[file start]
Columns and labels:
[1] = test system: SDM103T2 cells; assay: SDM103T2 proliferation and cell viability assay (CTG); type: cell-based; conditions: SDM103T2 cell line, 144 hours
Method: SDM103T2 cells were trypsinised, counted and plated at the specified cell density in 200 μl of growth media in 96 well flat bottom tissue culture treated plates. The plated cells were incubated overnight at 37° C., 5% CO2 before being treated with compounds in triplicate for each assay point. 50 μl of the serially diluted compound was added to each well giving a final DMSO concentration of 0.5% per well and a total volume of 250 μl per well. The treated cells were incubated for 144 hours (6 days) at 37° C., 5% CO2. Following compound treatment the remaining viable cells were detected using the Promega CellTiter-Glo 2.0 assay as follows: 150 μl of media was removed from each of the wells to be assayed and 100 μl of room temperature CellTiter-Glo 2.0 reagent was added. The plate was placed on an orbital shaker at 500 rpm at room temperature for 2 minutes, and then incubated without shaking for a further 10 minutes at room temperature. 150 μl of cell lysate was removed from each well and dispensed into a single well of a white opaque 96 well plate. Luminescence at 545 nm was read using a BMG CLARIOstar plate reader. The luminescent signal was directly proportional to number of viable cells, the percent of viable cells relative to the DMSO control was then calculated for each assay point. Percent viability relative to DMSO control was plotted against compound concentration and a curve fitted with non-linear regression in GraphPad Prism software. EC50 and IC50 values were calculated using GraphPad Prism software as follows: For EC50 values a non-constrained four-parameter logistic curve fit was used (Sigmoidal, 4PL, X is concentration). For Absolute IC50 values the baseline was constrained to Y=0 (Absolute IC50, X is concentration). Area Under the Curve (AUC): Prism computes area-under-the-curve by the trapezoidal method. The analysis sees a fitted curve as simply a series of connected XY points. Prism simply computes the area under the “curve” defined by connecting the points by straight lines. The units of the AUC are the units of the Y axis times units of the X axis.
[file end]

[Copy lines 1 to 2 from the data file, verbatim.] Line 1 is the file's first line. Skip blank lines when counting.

Columns and labels:
[1] = test system: SDM103T2 cells; assay: SDM103T2 proliferation and cell viability assay (CTG); type: cell-based; conditions: SDM103T2 cell line, 144 hours